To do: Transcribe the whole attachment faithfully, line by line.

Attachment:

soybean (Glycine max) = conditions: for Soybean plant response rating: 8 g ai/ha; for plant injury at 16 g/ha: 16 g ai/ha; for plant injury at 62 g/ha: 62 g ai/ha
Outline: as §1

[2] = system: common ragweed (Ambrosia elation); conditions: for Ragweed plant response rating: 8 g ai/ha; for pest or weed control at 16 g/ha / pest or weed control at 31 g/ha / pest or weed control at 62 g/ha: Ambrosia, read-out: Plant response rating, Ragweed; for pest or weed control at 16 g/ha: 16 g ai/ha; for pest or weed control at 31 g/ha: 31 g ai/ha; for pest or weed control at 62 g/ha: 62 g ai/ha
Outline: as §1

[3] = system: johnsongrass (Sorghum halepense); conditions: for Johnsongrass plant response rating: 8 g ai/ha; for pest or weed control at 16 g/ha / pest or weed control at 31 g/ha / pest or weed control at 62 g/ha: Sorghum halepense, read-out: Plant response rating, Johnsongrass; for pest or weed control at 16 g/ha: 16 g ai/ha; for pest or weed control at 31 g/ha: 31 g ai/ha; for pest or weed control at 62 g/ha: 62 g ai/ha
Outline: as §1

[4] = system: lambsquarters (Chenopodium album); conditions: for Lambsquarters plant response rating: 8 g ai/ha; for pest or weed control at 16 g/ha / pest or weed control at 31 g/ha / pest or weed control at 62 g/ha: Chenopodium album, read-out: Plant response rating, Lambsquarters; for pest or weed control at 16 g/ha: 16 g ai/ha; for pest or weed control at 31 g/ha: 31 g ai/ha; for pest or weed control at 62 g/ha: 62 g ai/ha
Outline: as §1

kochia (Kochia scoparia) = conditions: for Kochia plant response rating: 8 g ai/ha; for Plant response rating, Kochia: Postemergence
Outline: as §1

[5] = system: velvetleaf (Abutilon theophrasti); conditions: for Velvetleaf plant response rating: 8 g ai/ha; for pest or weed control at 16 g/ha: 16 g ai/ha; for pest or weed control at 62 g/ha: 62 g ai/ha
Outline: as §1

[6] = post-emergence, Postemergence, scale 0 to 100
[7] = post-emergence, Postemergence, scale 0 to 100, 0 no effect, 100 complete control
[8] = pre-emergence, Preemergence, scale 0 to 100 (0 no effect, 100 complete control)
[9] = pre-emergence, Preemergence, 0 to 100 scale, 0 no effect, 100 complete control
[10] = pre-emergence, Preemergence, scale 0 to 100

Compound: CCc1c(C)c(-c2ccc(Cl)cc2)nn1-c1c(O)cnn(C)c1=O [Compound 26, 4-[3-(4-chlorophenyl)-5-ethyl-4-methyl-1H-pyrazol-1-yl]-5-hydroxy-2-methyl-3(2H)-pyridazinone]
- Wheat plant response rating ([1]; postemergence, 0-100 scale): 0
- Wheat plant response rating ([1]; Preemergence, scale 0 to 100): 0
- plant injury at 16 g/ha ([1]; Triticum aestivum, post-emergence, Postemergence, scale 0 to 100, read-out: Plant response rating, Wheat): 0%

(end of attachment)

soybean (Glycine max) = conditions: for Soybean plant response rating: 8 g ai/ha; for plant injury at 16 g/ha: 16 g ai/ha; for plant injury at 62 g/ha: 62 g ai/ha
Outline: as §1

[2] = system: common ragweed (Ambrosia elation); conditions: for Ragweed plant response rating: 8 g ai/ha; for pest or weed control at 16 g/ha / pest or weed control at 31 g/ha / pest or weed control at 62 g/ha: Ambrosia, read-out: Plant response rating, Ragweed; for pest or weed control at 16 g/ha: 16 g ai/ha; for pest or weed control at 31 g/ha: 31 g ai/ha; for pest or weed control at 62 g/ha: 62 g ai/ha
Outline: as §1

[3] = system: johnsongrass (Sorghum halepense); conditions: for Johnsongrass plant response rating: 8 g ai/ha; for pest or weed control at 16 g/ha / pest or weed control at 31 g/ha / pest or weed control at 62 g/ha: Sorghum halepense, read-out: Plant response rating, Johnsongrass; for pest or weed control at 16 g/ha: 16 g ai/ha; for pest or weed control at 31 g/ha: 31 g ai/ha; for pest or weed control at 62 g/ha: 62 g ai/ha
Outline: as §1

[4] = system: lambsquarters (Chenopodium album); conditions: for Lambsquarters plant response rating: 8 g ai/ha; for pest or weed control at 16 g/ha / pest or weed control at 31 g/ha / pest or weed control at 62 g/ha: Chenopodium album, read-out: Plant response rating, Lambsquarters; for pest or weed control at 16 g/ha: 16 g ai/ha; for pest or weed control at 31 g/ha: 31 g ai/ha; for pest or weed control at 62 g/ha: 62 g ai/ha
Outline: as §1

kochia (Kochia scoparia) = conditions: for Kochia plant response rating: 8 g ai/ha; for Plant response rating, Kochia: Postemergence
Outline: as §1

[5] = system: velvetleaf (Abutilon theophrasti); conditions: for Velvetleaf plant response rating: 8 g ai/ha; for pest or weed control at 16 g/ha: 16 g ai/ha; for pest or weed control at 62 g/ha: 62 g ai/ha
Outline: as §1

[6] = post-emergence, Postemergence, scale 0 to 100
[7] = post-emergence, Postemergence, scale 0 to 100, 0 no effect, 100 complete control
[8] = pre-emergence, Preemergence, scale 0 to 100 (0 no effect, 100 complete control)
[9] = pre-emergence, Preemergence, 0 to 100 scale, 0 no effect, 100 complete control
[10] = pre-emergence, Preemergence, scale 0 to 100

Compound: CCc1c(C)c(-c2ccc(Cl)cc2)nn1-c1c(O)cnn(C)c1=O [Compound 26, 4-[3-(4-chlorophenyl)-5-ethyl-4-methyl-1H-pyrazol-1-yl]-5-hydroxy-2-methyl-3(2H)-pyridazinone]
- Wheat plant response rating ([1]; postemergence, 0-100 scale): 0
- Wheat plant response rating ([1]; Preemergence, scale 0 to 100): 0
- plant injury at 16 g/ha ([1]; Triticum aestivum, post-emergence, Postemergence, scale 0 to 100, read-out: Plant response rating, Wheat): 0%